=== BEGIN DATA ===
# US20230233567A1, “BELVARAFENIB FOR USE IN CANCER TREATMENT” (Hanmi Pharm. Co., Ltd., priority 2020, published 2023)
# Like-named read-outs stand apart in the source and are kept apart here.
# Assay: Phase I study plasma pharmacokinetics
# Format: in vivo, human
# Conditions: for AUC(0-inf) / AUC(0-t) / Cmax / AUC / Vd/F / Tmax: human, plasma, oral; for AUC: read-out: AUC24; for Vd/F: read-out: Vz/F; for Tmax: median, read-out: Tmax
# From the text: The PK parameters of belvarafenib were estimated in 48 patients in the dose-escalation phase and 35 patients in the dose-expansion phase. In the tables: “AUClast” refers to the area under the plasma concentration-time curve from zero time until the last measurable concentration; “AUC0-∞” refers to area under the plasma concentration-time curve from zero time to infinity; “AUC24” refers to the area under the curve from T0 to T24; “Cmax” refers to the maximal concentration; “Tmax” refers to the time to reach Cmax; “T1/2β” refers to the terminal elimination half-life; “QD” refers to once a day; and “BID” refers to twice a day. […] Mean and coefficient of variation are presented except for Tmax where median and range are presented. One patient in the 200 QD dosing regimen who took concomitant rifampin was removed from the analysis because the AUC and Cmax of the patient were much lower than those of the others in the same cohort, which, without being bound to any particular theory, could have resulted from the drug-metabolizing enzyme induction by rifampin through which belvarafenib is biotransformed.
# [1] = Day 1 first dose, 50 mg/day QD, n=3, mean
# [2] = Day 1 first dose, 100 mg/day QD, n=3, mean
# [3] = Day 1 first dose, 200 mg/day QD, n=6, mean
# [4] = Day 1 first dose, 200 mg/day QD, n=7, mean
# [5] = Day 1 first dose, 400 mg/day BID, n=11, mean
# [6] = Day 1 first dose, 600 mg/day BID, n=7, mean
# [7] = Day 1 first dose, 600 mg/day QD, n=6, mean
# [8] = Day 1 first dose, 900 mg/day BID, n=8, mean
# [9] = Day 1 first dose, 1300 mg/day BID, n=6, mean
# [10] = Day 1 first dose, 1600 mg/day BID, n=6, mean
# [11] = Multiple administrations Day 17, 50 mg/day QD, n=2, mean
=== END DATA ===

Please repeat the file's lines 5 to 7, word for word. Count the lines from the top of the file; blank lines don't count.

# Conditions: for AUC(0-inf) / AUC(0-t) / Cmax / AUC / Vd/F / Tmax: human, plasma, oral; for AUC: read-out: AUC24; for Vd/F: read-out: Vz/F; for Tmax: median, read-out: Tmax
# From the text: The PK parameters of belvarafenib were estimated in 48 patients in the dose-escalation phase and 35 patients in the dose-expansion phase. In the tables: “AUClast” refers to the area under the plasma concentration-time curve from zero time until the last measurable concentration; “AUC0-∞” refers to area under the plasma concentration-time curve from zero time to infinity; “AUC24” refers to the area under the curve from T0 to T24; “Cmax” refers to the maximal concentration; “Tmax” refers to the time to reach Cmax; “T1/2β” refers to the terminal elimination half-life; “QD” refers to once a day; and “BID” refers to twice a day. […] Mean and coefficient of variation are presented except for Tmax where median and range are presented. One patient in the 200 QD dosing regimen who took concomitant rifampin was removed from the analysis because the AUC and Cmax of the patient were much lower than those of the others in the same cohort, which, without being bound to any particular theory, could have resulted from the drug-metabolizing enzyme induction by rifampin through which belvarafenib is biotransformed.
# [1] = Day 1 first dose, 50 mg/day QD, n=3, mean